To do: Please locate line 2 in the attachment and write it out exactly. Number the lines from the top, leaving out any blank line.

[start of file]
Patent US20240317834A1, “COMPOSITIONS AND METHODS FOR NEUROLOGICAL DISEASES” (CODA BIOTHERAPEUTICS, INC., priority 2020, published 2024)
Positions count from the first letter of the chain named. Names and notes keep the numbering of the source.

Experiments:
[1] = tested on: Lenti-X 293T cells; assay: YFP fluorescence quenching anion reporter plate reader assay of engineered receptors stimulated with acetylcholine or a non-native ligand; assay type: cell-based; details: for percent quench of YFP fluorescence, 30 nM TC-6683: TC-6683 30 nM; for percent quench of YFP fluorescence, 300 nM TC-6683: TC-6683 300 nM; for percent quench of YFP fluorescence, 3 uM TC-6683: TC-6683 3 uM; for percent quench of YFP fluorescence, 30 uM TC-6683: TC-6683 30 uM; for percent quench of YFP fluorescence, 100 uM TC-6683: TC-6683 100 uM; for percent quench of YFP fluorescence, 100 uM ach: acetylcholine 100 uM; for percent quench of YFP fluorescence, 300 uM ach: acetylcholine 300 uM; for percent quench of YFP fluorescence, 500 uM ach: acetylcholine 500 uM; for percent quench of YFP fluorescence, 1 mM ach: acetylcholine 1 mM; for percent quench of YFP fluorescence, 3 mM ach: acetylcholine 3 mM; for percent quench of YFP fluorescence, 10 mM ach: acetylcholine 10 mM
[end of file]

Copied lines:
Positions count from the first letter of the chain named. Names and notes keep the numbering of the source.